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Re^3: Fast - Compact That String

by BrowserUk (Pope)
on Feb 10, 2012 at 20:06 UTC ( #953120=note: print w/replies, xml ) Need Help??


in reply to Re^2: Fast - Compact That String
in thread Fast - Compact That String

An explanation of the code as requested:

## Map the numbers, 0 .. 36 to the symbols we use ## to represent the number in base37 my @c1 = (' ', '0'..'9', 'A'..'Z' ); sub fromB37 { my $n = shift; ## Get the number to convert ## Allocate space for the Base37 representation ## Initialise it to the representation of 0 (six spaces) my $s = ' '; ## For each position in the string for( 0 .. 5 ) { ## extract the next base37 digit value ## look up its representaion character ## and assign it to the 'right place' i the string. substr( $s, $_, 1 ) = $c1[ $n%37 ] ); ## dividing by 37 effectively right-shifts ## the last digit's value out of the number $n /= 37; } $s; } my @c2; ## Map the ordinal values of the symbols ## to their numeric values (0 .. 37) ## The sparse array is faster than a hash $c2[ ord( $c1[ $_ ] ) ] = $_ for 0 .. 36; sub toB37 { my $n = 0; ## initialise our return value to 0 ## split the base37 representation ## into a list of the ordinal values of the symbols ## and reverse their order to match that produced by fromB37() for( reverse unpack 'C*', $_[0] ) { ## multiple the running total by 37 ## (effectively left-shifting the accumulator ## to accommodate the next digit.) ## and add value of the next base37 digit ## by looking it up in the mapping array $n = $n * 37 + $c2[ $_ ]; } ## return the accumulated value. $n; }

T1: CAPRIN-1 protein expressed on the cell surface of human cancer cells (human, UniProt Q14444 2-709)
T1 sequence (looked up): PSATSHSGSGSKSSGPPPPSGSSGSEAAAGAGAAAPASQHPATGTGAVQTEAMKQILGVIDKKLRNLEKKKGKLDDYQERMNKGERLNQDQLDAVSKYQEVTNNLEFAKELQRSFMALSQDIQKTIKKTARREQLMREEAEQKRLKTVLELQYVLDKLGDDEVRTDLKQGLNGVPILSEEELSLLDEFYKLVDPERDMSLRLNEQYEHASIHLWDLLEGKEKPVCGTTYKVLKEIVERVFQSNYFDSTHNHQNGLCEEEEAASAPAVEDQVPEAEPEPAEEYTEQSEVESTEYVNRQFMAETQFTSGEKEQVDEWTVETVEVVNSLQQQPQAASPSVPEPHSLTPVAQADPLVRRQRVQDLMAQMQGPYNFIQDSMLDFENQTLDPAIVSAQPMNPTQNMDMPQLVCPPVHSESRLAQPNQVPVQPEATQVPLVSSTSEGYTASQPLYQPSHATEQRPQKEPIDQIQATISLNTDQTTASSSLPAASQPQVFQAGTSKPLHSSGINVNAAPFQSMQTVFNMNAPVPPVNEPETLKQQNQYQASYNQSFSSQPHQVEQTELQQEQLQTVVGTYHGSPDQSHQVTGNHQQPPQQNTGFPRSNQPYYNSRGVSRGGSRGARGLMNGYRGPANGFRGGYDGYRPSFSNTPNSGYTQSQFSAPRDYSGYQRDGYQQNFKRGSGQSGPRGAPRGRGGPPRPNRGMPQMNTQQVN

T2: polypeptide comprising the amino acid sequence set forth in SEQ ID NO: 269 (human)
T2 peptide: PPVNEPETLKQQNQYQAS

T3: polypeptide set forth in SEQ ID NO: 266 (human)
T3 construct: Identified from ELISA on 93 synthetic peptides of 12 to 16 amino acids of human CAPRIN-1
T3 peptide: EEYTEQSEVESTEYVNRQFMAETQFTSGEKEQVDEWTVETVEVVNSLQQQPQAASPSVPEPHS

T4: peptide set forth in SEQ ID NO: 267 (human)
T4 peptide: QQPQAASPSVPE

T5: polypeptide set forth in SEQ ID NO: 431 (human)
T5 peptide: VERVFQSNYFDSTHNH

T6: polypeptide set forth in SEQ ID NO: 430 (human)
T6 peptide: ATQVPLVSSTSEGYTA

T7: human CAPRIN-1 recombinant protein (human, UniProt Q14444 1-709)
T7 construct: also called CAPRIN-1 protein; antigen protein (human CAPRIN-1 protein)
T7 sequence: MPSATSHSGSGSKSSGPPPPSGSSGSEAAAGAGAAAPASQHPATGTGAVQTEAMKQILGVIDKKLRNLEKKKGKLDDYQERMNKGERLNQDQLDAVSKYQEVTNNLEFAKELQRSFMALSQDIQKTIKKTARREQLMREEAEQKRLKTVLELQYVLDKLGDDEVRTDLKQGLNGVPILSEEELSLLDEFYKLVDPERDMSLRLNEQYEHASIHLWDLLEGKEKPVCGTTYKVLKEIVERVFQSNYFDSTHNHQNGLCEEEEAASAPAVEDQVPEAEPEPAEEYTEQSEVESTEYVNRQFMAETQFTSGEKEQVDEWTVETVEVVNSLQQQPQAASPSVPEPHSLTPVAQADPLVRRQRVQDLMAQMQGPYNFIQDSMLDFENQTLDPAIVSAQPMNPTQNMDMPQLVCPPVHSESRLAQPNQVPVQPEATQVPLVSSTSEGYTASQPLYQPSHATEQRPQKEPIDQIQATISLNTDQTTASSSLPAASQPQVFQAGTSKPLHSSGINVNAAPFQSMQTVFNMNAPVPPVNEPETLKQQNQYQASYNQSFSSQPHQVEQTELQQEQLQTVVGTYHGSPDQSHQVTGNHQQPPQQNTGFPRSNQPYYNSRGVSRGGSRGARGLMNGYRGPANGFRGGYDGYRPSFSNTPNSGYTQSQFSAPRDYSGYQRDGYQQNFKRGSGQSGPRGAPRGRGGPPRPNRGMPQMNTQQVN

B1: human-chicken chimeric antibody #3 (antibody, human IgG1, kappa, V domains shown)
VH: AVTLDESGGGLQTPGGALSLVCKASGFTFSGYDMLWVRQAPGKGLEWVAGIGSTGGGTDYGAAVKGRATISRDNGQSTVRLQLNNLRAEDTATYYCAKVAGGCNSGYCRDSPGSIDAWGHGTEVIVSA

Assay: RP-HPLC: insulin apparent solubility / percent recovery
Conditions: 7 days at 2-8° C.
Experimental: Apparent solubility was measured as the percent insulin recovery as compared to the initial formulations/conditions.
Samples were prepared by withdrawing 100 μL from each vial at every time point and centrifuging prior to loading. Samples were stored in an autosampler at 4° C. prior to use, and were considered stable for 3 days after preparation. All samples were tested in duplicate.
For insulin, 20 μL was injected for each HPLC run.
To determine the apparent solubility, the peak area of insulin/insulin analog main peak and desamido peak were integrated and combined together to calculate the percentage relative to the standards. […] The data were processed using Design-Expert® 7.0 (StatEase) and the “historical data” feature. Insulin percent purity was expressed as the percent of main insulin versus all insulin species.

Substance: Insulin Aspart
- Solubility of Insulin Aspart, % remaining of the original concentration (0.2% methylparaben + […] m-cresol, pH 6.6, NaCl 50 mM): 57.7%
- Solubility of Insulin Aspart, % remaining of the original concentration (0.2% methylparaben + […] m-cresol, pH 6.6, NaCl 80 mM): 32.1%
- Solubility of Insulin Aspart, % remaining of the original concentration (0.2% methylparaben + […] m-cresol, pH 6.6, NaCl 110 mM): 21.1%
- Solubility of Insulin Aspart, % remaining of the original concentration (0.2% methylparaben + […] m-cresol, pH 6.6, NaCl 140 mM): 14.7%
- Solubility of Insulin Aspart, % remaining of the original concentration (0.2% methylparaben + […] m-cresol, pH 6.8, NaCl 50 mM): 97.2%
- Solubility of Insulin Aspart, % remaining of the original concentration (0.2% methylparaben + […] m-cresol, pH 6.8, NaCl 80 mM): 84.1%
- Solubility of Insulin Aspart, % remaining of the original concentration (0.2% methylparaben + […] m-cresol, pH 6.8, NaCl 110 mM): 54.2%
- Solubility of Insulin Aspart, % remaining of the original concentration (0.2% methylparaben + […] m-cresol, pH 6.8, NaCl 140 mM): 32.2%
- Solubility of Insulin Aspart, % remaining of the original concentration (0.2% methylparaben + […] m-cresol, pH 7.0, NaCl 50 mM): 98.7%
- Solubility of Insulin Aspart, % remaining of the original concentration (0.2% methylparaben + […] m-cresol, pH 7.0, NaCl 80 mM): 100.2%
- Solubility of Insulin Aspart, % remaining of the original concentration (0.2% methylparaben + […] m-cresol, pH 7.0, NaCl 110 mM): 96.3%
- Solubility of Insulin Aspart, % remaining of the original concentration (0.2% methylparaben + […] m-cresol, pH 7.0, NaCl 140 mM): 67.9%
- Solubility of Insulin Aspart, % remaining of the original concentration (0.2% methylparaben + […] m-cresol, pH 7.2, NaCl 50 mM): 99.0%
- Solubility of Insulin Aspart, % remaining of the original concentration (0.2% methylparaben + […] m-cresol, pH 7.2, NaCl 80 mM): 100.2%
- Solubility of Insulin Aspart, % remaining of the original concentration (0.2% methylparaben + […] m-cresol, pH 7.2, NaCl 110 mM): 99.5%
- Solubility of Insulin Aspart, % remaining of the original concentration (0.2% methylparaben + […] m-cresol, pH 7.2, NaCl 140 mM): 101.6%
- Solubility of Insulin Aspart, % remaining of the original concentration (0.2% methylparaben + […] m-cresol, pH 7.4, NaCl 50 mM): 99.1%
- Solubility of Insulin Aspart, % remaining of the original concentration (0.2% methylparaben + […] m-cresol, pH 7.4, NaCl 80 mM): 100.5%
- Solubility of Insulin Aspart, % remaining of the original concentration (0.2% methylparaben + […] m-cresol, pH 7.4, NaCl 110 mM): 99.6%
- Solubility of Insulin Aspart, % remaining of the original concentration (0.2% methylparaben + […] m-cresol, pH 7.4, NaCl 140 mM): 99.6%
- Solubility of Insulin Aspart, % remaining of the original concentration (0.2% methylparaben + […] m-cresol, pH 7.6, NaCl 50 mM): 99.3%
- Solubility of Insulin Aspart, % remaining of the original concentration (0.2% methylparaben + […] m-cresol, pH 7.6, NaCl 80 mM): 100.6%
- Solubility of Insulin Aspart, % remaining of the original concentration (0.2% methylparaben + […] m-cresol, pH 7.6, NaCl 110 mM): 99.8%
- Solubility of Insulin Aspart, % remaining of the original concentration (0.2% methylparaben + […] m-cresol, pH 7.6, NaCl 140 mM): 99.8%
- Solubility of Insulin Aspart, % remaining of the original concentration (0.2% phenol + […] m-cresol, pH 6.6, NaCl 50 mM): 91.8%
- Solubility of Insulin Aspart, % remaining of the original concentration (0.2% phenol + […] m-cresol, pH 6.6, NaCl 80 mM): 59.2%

As mbethke points out, these treat the base37 number in 'little-endian' fashion. This because you emphasised compression and speed, with no mention of needing to manipulate the compressed values numerically (sorting).

To get the sortable, big-endian representation, you could use:

my @c1 = (' ', '0'..'9', 'A'..'Z' ); sub fromB37 { my $n = shift; my $s = ' '; substr( $s, $_, 1, $c1[ $n%37 ] ), $n /= 37 for 5, 4, 3, 2, 1, 0; $s; } my @c2; $c2[ ord( $c1[ $_ ] ) ] = $_ for 0 .. 36; sub toB37 { my $n = 0; $n = $n * 37 + $c2[$_] for unpack 'C*', $_[0]; $n; }

Which actually works out a bit quicker still, but not as fast as mbethke's unrolled version.


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